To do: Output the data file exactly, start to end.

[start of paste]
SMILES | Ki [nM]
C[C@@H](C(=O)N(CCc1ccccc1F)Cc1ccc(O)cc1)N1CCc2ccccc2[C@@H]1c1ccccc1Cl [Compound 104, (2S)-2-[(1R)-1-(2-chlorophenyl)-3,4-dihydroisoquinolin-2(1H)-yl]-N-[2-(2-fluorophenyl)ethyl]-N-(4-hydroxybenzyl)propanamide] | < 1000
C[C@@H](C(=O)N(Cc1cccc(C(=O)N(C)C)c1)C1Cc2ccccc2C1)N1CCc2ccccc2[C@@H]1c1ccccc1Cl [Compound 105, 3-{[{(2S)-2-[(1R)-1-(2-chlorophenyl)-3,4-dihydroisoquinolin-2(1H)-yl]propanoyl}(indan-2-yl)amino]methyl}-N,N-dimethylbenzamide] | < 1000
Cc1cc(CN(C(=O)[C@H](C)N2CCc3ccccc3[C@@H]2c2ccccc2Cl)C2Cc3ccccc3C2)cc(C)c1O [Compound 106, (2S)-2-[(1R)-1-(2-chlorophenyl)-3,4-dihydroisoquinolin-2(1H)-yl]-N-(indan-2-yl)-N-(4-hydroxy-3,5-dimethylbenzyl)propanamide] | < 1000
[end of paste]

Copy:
SMILES | Ki [nM]
C[C@@H](C(=O)N(CCc1ccccc1F)Cc1ccc(O)cc1)N1CCc2ccccc2[C@@H]1c1ccccc1Cl [Compound 104, (2S)-2-[(1R)-1-(2-chlorophenyl)-3,4-dihydroisoquinolin-2(1H)-yl]-N-[2-(2-fluorophenyl)ethyl]-N-(4-hydroxybenzyl)propanamide] | < 1000
C[C@@H](C(=O)N(Cc1cccc(C(=O)N(C)C)c1)C1Cc2ccccc2C1)N1CCc2ccccc2[C@@H]1c1ccccc1Cl [Compound 105, 3-{[{(2S)-2-[(1R)-1-(2-chlorophenyl)-3,4-dihydroisoquinolin-2(1H)-yl]propanoyl}(indan-2-yl)amino]methyl}-N,N-dimethylbenzamide] | < 1000
Cc1cc(CN(C(=O)[C@H](C)N2CCc3ccccc3[C@@H]2c2ccccc2Cl)C2Cc3ccccc3C2)cc(C)c1O [Compound 106, (2S)-2-[(1R)-1-(2-chlorophenyl)-3,4-dihydroisoquinolin-2(1H)-yl]-N-(indan-2-yl)-N-(4-hydroxy-3,5-dimethylbenzyl)propanamide] | < 1000